Perceived quality of a food does not dictate how much the dog has to eat to meet his daily energy requirement. The calories per cup of the food does. Ol’Roy is I believe under 300 kcals/cup which is why your customer was feeding more. Switching them to a higher calorie food allowed them to feed less.

  • haleycookie

    Yes because every Walmart brand on here is rated low and because obviously the authors hate Walmart. Lolol. No this is rated low because of the garabage ingredients. Another Walmart brand called pure balance is rated 4 stars here. A much better food because the ingredients are actually somewhat nutritious. You should check it out.
    Also according to this food a 70 lbs dog should get 5 cups a day lol. My cousin’s 70 lab gets 3 cups a day of excellent quality food. 30 lbs bag last a month. I bet this 50 lbs bag would only last 2 weeks maybe. Also had a rottie customer switch from a garbage food like this. Was going though 70 lbs of food a month and when she switched to a high quality food she was only going through about 24 lbs every month. The proof it there you just have to no be oblivious and uncaring to see it

  • StuMarksez

    Obvious campaign against Walmart. The facts show that Old Roy is a PROVEN nutritious and affordable dog food that constantly and reliably provides top results in serious breeds. We have Cockers and Terriers. Never an issue and they are beautiful and happy dogs. They have all of the required info on the package and have for years. Snobs who will not buy Old Roy because its a Walmart brand subjugate themselves to over priced food. It’s a free country.

  • Tiffany Amber Lemmo
  • The Imp

    Someone gave me a (50 LB ) bag they had delivered in error. After I read the reviews I took it out of my house. I guess Wal Mart is just giving it away !

  • Veronika

    To be honest it looks like prison mush in movies haha, those foods they have on organic bone now that looks truly appetising, this compared to that is very very poor.

    But then what would anyone expect from these cheapo brands luxury?

  • Susan

    The tub on the right looks grey & has maggots..the tub on the left looks like egg or cheese, these do not look like dog food should look..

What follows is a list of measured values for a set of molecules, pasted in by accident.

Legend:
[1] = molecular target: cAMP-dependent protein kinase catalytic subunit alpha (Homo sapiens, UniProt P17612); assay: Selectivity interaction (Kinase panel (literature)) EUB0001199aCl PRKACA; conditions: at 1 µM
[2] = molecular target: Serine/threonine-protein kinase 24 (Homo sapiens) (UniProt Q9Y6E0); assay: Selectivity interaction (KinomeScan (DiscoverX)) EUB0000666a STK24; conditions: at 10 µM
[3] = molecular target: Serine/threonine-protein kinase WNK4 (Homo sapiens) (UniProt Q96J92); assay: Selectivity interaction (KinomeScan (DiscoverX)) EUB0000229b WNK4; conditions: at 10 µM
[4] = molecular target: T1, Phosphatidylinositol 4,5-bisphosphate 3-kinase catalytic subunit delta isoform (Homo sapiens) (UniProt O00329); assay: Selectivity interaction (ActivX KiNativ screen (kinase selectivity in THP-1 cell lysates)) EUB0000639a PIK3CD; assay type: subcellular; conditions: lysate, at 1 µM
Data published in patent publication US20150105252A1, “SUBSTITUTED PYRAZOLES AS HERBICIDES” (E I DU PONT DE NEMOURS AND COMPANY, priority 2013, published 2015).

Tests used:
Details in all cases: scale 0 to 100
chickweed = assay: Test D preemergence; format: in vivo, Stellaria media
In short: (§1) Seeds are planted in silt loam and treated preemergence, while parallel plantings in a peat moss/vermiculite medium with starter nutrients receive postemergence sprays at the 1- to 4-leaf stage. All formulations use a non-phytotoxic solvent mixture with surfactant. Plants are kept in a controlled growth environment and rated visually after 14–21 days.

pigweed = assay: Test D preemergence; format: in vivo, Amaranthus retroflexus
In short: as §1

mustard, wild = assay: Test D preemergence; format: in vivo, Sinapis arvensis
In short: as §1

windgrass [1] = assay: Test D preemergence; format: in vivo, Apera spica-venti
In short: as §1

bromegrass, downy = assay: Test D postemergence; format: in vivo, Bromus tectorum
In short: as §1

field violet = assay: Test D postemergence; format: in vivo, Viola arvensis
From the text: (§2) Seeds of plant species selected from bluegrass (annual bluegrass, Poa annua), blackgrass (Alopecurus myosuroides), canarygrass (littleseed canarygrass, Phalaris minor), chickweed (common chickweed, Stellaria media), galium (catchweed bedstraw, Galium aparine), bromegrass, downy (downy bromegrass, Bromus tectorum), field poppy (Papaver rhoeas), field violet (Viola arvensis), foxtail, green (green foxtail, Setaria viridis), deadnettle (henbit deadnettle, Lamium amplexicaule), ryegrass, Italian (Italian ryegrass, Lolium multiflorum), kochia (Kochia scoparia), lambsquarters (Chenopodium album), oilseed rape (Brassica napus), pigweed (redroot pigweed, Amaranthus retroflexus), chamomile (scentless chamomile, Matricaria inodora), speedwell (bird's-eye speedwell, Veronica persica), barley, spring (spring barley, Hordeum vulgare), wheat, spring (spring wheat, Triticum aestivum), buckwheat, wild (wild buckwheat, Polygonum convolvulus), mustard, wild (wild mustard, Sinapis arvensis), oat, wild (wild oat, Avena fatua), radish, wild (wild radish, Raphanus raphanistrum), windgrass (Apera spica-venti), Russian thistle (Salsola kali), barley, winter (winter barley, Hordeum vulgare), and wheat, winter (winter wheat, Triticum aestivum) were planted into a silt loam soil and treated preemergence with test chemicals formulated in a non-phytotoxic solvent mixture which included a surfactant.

• Doctor kelvin

    Dan Do you want to sell your kidney? Are you seeking for an opportunity to sell your kidney for money get DR Iyama Dan now due to financial break down and you don’t know what to do, then contact us today and we shall offer you good amount for your Kidney. My name is DR Iyama Dan am a Nephrologist in LORENA KIDNEY CLINIC. We specialized in Kidney Surgery and we also deal with buying and transplantation of kidneys with a living an corresponding donor. We are located in Indian, Turkey, Nigeria, USA, Malaysia,Indonesia,Ghana,Poland,Spain. If you are interested in selling or buying kidney’s please don’t hesitate to contact us [email protected] God besis you DR Iyama Dan

  • Pitlove

    Hi Marlene-

    How gross! Make sure to bring that product back for a refund! Not only does Walmart in general need to know, but that specific store as they could be storing their food improperly. Hopefully the store manager will want to investigate how the product is being kept.

  • Marlene Hanson

    Thx for info. I sent a picture to customer service and have filed a complaint. I will check out the brands you mentioned

  • Susan

    Hi photos? email Photo’s to the Ol’roy pet food company & post on their face Book page to warn other pet owners, this is the best way is to expose them, they will just push it under the carpet like all the other complaints they probably get….
    4health has good wet tin food at good prices so does Costco they sell Kirkland Signature Nature’s Domain wet tin, the N.D Turkey & Pea Stew looked beautiful a lady called Crazy4aats posted a photo of the Turkey & Pea Stew look on the “Kirkland Signature Nature Domain Canned Dog Food” section…

  • Marlene Hanson

    Marn: just opened a package of ole roy 100 gm wet dog food. It was full of maggots. Maggots have multipled ten fold in last two hours. Disgusting. Will not buy any ole roy product ever again.

  • Cindy Wisman

    If the chicken is good quality, why do they need to add “chicken flavor”?

  • Cindy Wisman

    Please show a picture of the ingredient panel

  • disqus_SBl7sCuYS7

    Keep an eye on the dog, I would take her to the vet to get checked out.